In the opening laps of the race, the trio of Davis, Johnston, and Kelley distanced themselves from the rest of the field, all while engaged in their own chess match of tire saving as they rode around the high line of the 1.5-mile oval. On Lap 22, Johnston made a move for the lead, passing Davis entering Turn 3 to take over the top spot.
The first round of pit stops began on Lap 31 under the green flag, with the three leaders among the first to hit pit road. That handed the lead to Tommy Emasie, who stretched his fuel in the race-opening run. He may have also stretched his tires too far, though, as Emasie spun exiting Turn 2 on Lap 36 to bring out the race’s first yellow flag.
Johnston led through that caution and another one just eight laps later. When the race finally settled back into a green-flag rhythm, the action up front again heated up, with Davis taking the top spot on Lap 52, only to lose it again on Lap 66 as differing tire conservation strategies played out among the leaders.
Another round of green-flag stops began on Lap 75, and as the first car to pit, Kelley inherited the lead when the cycle of stops was complete. While he had a mirror full of Johnston and Kelley throughout the next run, the field began to thin out behind them. Napier ran more than 11 seconds behind the leaders in fourth place while Simley was the fifth and final car on the lead lap entering the final round of green-flag stops.
Kelley held the lead through those stops and was engaged in a close battle with Johnston when the race’s most controversial moment struck with 13 laps remaining. As Kelley looked to lap Simley entering Turn 1, Simley slid up the track into the side of Kelley’s car. That sent Simley’s car pinballing across the track, eventually colliding with innocent bystander Johnston.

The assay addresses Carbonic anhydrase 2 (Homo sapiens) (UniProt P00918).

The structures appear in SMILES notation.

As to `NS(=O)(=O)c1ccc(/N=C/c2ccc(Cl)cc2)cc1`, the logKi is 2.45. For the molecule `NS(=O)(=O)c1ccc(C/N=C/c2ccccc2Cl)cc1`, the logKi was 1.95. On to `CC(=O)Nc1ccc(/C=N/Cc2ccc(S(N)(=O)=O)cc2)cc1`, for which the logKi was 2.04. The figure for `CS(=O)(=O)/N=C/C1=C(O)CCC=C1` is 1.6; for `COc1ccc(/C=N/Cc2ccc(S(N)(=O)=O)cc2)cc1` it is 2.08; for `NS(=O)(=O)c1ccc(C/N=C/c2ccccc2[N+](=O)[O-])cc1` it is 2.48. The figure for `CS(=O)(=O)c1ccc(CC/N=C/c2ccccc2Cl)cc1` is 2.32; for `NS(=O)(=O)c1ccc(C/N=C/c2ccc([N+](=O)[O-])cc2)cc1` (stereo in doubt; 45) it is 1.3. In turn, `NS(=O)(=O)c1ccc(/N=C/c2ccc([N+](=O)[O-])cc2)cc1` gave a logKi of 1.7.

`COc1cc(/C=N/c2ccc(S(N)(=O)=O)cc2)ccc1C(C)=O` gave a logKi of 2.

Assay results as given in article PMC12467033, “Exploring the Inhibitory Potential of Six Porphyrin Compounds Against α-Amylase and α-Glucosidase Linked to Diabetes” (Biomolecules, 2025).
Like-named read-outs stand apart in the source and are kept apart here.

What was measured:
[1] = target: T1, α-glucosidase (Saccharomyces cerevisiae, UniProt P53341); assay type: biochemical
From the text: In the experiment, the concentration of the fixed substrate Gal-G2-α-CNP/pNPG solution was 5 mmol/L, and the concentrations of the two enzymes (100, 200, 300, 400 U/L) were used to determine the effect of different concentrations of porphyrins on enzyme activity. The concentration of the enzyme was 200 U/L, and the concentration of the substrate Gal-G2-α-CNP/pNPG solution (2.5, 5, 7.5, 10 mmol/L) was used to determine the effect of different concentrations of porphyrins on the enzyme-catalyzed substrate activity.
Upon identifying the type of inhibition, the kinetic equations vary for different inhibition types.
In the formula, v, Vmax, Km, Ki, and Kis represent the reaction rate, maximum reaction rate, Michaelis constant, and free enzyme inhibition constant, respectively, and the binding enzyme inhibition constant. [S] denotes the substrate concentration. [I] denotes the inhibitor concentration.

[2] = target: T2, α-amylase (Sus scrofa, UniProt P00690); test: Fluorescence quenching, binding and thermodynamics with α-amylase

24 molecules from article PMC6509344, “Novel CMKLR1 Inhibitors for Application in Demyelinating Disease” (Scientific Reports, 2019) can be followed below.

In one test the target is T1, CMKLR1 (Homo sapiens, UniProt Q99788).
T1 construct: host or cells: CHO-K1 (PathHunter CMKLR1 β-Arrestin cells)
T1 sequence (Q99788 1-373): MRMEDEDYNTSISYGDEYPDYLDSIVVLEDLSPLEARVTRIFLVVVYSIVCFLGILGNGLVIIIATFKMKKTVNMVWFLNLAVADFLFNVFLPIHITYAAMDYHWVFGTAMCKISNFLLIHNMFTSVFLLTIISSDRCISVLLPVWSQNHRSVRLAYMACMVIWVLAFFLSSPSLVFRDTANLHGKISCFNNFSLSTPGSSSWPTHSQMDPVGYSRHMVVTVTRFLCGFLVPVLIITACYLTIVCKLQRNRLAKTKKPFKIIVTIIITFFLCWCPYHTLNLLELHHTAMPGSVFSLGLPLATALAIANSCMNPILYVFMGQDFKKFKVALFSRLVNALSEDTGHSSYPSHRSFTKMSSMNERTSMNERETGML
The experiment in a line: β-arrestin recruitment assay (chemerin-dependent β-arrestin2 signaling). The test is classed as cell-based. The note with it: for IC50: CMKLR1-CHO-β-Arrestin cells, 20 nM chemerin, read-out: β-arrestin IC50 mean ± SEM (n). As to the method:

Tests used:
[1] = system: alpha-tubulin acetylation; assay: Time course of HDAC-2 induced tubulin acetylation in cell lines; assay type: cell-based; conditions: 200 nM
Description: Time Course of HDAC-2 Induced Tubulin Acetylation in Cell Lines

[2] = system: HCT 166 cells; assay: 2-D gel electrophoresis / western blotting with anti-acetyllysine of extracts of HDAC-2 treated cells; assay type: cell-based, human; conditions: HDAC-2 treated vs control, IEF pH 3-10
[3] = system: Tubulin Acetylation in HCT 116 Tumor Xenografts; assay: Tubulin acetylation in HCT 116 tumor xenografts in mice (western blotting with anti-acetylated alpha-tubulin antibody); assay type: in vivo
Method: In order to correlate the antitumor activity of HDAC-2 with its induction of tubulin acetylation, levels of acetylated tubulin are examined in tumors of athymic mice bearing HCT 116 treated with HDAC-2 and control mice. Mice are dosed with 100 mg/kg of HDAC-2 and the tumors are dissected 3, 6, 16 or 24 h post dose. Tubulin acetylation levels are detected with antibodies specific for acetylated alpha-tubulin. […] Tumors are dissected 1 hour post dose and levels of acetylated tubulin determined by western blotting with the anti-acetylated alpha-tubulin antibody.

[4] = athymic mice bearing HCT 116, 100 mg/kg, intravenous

Under the ensuing caution, Johnston pitted with significant right-side damage but eschewed any repairs in order to keep the lead. For the restart, Davis lined up to Johnston’s outside in second place while Napier and Kelley gridded on the second row.
When the green flag waved with eight laps remaining, Johnston got a strong start and shot to the outside entering Turn 1. A sluggish restart by Davis meant he entered the corner three-wide with Napier and Kelley. However, with Johnston’s damaged car slowing Kelley in the high lane and Napier running in the less-banked bottom groove, Davis had the advantage exiting the corner and he emerged with the lead.
From there, Davis protected the high line and took the checkered flag 0.8 seconds ahead of Napier and Kelley. Johnston limped home five seconds back in fourth place while Emasie was fifth as the last car on the lead lap.
Those two weeks of racing, capped off by the late-race drama at Kansas, saw a major shuffle in the points standings. On the strength of his back-to-back wins, Davis took over the championship lead by 7 points over Johnston and 17 over Simley. Kelley sits sixth in points after missing three races early in the season, but once the four dropped races are factored in, he should move up in the standings.
Next week, the Power Series continues its Midwestern trek, moving from Kansas to the Iowa Speedway. With short tracks known to stir up some excitement, the Kansas controversy could be the lead-in to more action involving the Power Series’ title contenders.